LLP mergers can partnerships partner up?

Mergers involving one or more limited liability partnership are becoming increasingly common, particularly in the legal and professional services sectors where LLPs are a favoured business structure.

The combined entity resulting from a merger of LLPs can often enjoy additional security and cash flow, having effectively increased in size very quickly. Joining forces also opens up new markets, and is popular with big businesses looking to target a new locality without needing to set up a new office. Furthermore, new skills and ideas can be brought into the business, expanding your knowledge base and the improving the services you can offer to clients.

How LLP mergers work

An LLP is regarded as a body corporate and can therefore be merged or restructured much like a company. Two or more LLPs can therefore merge into one combined LLP, with members often retaining their positions.

However, all of the members of an LLP will need to agree to any changes, and Companies House must be notified of membership changes. Furthermore your limited liability partnership agreement should be checked for any provisions or restrictions in this area.

Considerations to protect your LLP

  • A new LLP agreement should be drawn up for the newly merged LLP, protecting the best interests of its members and making provisions for disputes, expulsions, deaths and retirements. Of course, some compromises may be required now that management power has been further divided.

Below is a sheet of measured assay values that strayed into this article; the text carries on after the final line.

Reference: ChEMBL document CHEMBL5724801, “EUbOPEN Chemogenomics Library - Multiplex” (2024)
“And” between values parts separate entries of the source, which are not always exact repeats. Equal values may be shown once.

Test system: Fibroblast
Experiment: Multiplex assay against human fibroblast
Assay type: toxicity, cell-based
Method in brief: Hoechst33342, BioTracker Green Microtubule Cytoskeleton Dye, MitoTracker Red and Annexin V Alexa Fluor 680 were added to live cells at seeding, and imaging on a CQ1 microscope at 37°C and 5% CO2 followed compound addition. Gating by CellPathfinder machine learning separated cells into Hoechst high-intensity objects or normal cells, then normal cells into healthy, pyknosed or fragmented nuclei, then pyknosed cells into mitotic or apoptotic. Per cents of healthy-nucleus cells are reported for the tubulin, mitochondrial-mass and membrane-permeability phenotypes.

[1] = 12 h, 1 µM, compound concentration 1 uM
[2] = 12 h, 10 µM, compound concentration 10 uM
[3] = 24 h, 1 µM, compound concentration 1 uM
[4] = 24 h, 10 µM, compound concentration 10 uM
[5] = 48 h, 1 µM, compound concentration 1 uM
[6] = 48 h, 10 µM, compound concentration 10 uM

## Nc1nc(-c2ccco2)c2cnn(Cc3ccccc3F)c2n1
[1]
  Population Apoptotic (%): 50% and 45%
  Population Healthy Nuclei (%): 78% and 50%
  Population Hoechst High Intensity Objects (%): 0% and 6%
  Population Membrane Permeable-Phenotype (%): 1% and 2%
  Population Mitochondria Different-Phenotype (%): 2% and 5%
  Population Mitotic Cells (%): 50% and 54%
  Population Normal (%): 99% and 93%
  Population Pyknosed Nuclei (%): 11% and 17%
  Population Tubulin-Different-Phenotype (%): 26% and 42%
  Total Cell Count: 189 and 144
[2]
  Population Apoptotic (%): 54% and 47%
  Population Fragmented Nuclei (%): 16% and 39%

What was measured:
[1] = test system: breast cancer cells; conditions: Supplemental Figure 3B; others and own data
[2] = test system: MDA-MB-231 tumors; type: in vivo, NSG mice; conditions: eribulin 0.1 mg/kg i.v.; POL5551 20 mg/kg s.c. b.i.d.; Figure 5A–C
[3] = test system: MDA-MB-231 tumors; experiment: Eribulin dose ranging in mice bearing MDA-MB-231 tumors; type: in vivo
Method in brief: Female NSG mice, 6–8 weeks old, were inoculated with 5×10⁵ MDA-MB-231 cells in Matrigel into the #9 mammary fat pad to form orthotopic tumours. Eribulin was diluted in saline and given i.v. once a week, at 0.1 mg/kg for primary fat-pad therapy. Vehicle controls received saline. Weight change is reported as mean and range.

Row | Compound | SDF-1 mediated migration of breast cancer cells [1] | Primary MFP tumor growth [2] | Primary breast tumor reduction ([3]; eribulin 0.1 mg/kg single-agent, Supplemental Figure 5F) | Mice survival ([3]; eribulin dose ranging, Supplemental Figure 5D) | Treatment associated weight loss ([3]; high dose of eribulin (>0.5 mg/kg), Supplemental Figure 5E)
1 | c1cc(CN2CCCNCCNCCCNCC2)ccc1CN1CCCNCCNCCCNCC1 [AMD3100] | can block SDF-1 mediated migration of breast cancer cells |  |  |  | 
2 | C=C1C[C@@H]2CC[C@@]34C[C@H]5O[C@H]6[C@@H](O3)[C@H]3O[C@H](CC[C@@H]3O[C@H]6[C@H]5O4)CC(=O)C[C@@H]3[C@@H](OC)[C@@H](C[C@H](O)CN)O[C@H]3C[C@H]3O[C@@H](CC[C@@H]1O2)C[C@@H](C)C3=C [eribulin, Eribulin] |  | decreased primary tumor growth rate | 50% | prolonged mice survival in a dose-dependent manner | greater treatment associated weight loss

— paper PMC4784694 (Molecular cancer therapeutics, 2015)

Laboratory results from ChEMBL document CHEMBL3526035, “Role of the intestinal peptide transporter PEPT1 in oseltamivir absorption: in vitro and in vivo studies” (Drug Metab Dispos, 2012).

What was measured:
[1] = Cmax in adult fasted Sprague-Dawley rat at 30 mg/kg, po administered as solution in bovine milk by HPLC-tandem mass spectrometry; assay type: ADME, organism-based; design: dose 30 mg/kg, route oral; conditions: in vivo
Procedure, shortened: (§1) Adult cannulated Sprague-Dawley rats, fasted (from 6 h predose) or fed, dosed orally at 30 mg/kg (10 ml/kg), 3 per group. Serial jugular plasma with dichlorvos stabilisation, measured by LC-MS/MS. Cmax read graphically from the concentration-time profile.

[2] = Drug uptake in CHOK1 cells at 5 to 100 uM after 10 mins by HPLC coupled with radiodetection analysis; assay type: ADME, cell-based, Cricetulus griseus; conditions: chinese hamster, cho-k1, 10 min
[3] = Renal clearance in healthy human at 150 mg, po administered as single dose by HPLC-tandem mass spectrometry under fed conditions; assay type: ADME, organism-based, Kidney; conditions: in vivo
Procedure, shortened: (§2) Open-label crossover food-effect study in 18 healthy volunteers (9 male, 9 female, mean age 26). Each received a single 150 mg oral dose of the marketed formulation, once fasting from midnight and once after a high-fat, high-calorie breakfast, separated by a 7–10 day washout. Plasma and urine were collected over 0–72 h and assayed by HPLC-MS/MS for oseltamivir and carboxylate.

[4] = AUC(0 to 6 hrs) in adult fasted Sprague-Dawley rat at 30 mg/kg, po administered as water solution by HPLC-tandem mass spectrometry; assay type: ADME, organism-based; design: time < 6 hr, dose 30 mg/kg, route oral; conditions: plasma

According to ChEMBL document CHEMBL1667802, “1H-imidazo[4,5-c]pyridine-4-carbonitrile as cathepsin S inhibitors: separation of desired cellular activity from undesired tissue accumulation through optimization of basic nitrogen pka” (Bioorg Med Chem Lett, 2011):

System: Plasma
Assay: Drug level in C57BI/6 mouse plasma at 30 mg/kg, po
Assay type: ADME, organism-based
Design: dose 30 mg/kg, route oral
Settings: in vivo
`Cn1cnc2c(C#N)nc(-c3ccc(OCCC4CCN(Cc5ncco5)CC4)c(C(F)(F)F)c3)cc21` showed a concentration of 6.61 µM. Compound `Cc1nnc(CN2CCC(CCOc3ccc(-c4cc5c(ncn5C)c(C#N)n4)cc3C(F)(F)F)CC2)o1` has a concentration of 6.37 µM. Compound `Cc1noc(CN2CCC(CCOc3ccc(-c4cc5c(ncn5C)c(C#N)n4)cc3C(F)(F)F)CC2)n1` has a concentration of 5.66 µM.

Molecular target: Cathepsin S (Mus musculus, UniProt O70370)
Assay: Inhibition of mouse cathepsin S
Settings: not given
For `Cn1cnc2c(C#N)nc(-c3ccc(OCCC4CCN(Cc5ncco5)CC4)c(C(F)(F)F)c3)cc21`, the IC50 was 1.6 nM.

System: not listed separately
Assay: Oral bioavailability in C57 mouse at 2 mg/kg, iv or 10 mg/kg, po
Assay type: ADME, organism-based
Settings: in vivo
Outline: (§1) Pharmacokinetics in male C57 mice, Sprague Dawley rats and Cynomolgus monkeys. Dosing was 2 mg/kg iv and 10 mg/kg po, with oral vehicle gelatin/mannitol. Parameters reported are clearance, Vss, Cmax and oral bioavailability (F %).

• In the case of any merger or acquisition, the Transfer of Undertaking (Protection of Employment) Regulations may apply. These regulations are intended to protect employees; for example, employment terms and conditions must be matched, while dismissals risk being unfair unless there is an economic, technical or organisational reason.
  • If the name of an LLP changes, Companies House will need to be notified. However, choosing a name for a merged LLP can be difficult, as you risk alienating the clients of either original LLP, or ending up with a business name that is far too long.
  • Remember, an LLP merger may not be the best option or indeed a viable option in every situation. A joint venture is sometimes more suitable, and can still be protected by an agreement.

If you are considering entering an LLP merger it is vital you obtain professional advice on whether it is the right decision, and in drafting an agreement that will protect you. Contact Ralli on 0161 832 6131 for assistance.